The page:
Health Health & Well-Being Psychology

Psychosomatic exhaustion during covid-19

As we experienced the covid-19 pandemic, we realized that we are not omnipotent and that our individual responsibility plays a key role in our survival. Suddenly our life changes dramatically and we find it hard to cope.

Covid-19 is Psychology

As we experienced the covid-19 pandemic, we realized that we are not omnipotent and that our individual responsibility plays a key role in our survival. Suddenly our life changes dramatically and we find it hard to cope. Our life is as if we had pressed the pause button and had lost the illusion of being unharmed.

Through this crisis we have realized that man is not so powerful in the face of a pandemic like that of covid-19. The threat of death calls for a responsible attitude towards our own life and that of our loved ones. The current global health crisis has robbed us of the illusion that we are indestructible, unharmed and omnipotent. After all, as Freud said, no one believes in their own death; subconsciously, each is convinced that he will live forever and that is immortal.

Citizens are called upon to withdraw, to distance themselves socially, to isolate themselves. It is normal to generate feelings of fear, anxiety, sadness, anger and boredom. Psychosocial problems such as unemployment, domestic violence and relationship conflicts emerge. The threat of death and psychosis combined with the above inevitably causes mental and physical fatigue, a feeling of exhaustion. Signs of burnout can include loss of energy, feeling empty, feeling hopeless, feeling listless, difficulty responding to daily activities, as well as physical symptoms, loss of appetite , sleep disturbances and headaches.

Research has shown an increase in sedatives, anxiolytics and antidepressants during COVID-19. Specifically in Greece, according to the Psytaleia wastewater treatment center, there was the highest cocaine use since 2010, a 650% increase in amphetamine use compared to 2019, a 77% increase in sedatives and a 31% increase in antidepressants. Shocking data which demonstrates the feeling of exhaustion of citizens in the face of the pandemic.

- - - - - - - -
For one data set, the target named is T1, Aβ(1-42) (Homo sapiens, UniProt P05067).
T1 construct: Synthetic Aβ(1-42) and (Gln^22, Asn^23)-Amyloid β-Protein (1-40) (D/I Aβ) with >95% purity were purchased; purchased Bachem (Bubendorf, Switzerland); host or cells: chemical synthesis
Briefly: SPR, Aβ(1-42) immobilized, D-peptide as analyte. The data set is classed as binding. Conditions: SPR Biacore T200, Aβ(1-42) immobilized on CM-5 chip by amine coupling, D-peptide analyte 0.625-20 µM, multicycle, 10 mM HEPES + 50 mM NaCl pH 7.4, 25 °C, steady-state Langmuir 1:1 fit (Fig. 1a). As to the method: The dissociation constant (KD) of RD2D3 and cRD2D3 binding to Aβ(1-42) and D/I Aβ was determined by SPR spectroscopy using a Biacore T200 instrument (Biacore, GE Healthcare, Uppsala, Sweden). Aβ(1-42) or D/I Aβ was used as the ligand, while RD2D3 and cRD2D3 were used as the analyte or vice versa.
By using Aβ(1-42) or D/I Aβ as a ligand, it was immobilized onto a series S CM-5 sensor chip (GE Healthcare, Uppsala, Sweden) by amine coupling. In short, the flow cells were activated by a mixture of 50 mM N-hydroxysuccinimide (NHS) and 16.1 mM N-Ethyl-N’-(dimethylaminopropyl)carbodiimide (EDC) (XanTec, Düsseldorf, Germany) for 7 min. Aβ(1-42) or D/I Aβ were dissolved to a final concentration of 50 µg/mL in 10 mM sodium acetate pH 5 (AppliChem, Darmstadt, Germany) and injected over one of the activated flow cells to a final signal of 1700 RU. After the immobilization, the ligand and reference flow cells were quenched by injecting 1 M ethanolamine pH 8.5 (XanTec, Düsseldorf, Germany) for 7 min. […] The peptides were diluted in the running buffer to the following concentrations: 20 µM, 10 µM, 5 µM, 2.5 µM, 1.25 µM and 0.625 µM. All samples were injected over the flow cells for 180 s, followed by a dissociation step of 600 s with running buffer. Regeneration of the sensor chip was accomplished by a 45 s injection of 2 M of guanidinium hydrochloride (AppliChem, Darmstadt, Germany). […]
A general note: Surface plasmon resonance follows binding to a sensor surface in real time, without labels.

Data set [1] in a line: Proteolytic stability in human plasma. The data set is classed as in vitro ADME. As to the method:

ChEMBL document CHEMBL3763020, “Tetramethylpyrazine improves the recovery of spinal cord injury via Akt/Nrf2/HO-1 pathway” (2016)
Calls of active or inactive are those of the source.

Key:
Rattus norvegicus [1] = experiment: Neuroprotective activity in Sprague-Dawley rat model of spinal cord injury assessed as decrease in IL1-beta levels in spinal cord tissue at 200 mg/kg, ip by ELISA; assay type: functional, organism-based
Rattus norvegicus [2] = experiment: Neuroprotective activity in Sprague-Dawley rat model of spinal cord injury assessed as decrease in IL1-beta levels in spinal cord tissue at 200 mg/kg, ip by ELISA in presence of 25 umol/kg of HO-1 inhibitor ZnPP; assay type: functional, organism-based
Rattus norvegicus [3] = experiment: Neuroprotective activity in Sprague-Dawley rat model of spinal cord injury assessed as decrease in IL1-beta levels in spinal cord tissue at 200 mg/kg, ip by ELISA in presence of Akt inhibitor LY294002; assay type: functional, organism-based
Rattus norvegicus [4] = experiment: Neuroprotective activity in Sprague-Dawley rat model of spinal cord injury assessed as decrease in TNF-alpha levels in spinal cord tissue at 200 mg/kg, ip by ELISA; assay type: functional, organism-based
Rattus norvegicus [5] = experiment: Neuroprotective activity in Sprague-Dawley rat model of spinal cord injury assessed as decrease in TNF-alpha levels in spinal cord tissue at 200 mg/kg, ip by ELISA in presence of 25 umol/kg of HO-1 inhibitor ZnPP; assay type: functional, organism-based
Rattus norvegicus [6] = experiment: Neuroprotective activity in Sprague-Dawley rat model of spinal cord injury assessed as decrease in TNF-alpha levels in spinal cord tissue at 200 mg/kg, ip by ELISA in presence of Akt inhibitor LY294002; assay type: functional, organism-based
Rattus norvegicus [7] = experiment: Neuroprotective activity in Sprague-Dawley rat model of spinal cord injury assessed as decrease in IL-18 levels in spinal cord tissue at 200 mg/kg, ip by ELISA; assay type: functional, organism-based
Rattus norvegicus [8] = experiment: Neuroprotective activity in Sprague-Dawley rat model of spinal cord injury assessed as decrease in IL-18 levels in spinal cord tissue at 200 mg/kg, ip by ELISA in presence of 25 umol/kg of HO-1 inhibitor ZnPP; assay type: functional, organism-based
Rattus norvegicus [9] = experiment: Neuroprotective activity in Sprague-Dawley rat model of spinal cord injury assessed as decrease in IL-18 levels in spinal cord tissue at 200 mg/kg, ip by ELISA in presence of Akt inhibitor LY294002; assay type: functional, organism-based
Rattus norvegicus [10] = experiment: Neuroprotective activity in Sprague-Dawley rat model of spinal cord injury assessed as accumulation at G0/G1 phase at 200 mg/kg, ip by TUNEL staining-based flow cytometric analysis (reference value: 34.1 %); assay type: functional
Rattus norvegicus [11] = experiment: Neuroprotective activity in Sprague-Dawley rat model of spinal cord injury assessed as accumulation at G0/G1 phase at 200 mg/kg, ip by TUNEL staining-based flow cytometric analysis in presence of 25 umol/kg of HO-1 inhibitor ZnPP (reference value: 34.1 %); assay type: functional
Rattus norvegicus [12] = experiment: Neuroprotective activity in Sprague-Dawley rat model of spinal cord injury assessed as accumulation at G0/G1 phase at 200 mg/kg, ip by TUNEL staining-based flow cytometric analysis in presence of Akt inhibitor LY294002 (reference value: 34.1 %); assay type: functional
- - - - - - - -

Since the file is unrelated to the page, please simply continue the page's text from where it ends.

Here are some specific tips for managing burnout:

Acknowledge our feelings, don’t amplify the negatives, and rationalize the situation by thinking about what we could do better.

Refreshing our thinking, the ritual of cleaning and the constant use of the mask make us sick and tired. But we have to accept that by doing this we are protecting ourselves and those around us. What we do is important to our company.

Communicating with family, friends and colleagues, overcoming distance, distance is stressful, physical distance does not necessarily mean social isolation, we use technology and seek new forms of communication.

Take care of yourself, we must not neglect our health because of the quarantine. Exercise is also important for boosting energy and mood. Eating healthy is also an important way to stay healthy, mentally and physically, and can prevent burnout.

Here are some tips:

  • Eat a balanced diet.
  • Eat more fruits and vegetables.
  • Minimize sugars and food intake that can negatively affect your mood. Such foods are alcohol and caffeine (especially if consumed in excess).
  • Think positively and the benefits you get from this experience.
    If you find that this is more than burnout, it is important to seek professional help.

Beyond the loss of thousands of lives, the pandemic is also leaving a psychological mark. It can lead to the “building” of a new self and the discovery of defenses that were well hidden before. To complete this experiment can contribute to the activation of new survival mechanisms.


Through this trip, we may learn to prioritize in a meaningful way, to appreciate the moments spent with our loved ones and their uniqueness. We will be able to change our way of thinking, our way of living, we will have more respect for human life and its quality. Perhaps therefore, the psychic imprint left by covid-19 will lead to the invention of a new guide to life, centered on people and not on material goods.

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Faih Efthimiopoulou

Faih Efthimiopoulou

Graduated from the Department of Psychology, Panteion University of Social and Political Studies. Holder of a transnational postgraduate degree in clinical neuropsychology and cognitive neuroscience from the Faculty of Medicine of the National and Kapodistrian University of Athens and the Montreal Neurological Institute, McGill University. She is a scientific collaborator at the 1st University Neurology Clinic, at Aeginitio Hospital, specializing in neurodegenerative and motor disorders. She has carried out important research work on Alzheimer's disease and Parkinson's disease, with her participation as an author and speaker at national, European and international conferences, with the writing of scientific articles in journals renowned foreign and Greek countries and with its participation in clinical studies and research projects. She is currently preparing her doctoral thesis at the Department of International and European Studies at Panteion University. Finally, she has a strong socio-political activity aimed at raising awareness of mental health issues in the state.

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